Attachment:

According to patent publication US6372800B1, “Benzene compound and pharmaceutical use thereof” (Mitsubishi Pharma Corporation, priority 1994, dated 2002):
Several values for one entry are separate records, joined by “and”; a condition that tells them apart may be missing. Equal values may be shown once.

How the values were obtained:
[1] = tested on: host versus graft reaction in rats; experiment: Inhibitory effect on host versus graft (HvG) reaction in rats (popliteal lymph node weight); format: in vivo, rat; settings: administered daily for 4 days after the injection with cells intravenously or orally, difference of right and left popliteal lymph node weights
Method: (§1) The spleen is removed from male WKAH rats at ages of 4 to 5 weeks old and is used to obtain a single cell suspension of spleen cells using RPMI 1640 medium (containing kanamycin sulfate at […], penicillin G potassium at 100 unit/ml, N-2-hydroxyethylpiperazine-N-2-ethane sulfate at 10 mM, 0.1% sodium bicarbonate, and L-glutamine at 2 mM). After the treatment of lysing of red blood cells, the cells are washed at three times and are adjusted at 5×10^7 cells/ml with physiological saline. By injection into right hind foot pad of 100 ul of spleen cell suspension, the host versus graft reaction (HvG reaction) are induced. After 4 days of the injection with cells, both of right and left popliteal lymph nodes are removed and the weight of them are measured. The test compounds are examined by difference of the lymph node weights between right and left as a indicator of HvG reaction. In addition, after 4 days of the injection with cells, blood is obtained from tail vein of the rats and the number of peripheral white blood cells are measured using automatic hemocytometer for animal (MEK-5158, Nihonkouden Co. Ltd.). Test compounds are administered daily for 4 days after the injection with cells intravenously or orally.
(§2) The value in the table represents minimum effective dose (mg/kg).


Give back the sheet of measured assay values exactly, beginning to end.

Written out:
According to patent publication US6372800B1, “Benzene compound and pharmaceutical use thereof” (Mitsubishi Pharma Corporation, priority 1994, dated 2002):
Several values for one entry are separate records, joined by “and”; a condition that tells them apart may be missing. Equal values may be shown once.

How the values were obtained:
[1] = tested on: host versus graft reaction in rats; experiment: Inhibitory effect on host versus graft (HvG) reaction in rats (popliteal lymph node weight); format: in vivo, rat; settings: administered daily for 4 days after the injection with cells intravenously or orally, difference of right and left popliteal lymph node weights
Method: (§1) The spleen is removed from male WKAH rats at ages of 4 to 5 weeks old and is used to obtain a single cell suspension of spleen cells using RPMI 1640 medium (containing kanamycin sulfate at […], penicillin G potassium at 100 unit/ml, N-2-hydroxyethylpiperazine-N-2-ethane sulfate at 10 mM, 0.1% sodium bicarbonate, and L-glutamine at 2 mM). After the treatment of lysing of red blood cells, the cells are washed at three times and are adjusted at 5×10^7 cells/ml with physiological saline. By injection into right hind foot pad of 100 ul of spleen cell suspension, the host versus graft reaction (HvG reaction) are induced. After 4 days of the injection with cells, both of right and left popliteal lymph nodes are removed and the weight of them are measured. The test compounds are examined by difference of the lymph node weights between right and left as a indicator of HvG reaction. In addition, after 4 days of the injection with cells, blood is obtained from tail vein of the rats and the number of peripheral white blood cells are measured using automatic hemocytometer for animal (MEK-5158, Nihonkouden Co. Ltd.). Test compounds are administered daily for 4 days after the injection with cells intravenously or orally.
(§2) The value in the table represents minimum effective dose (mg/kg).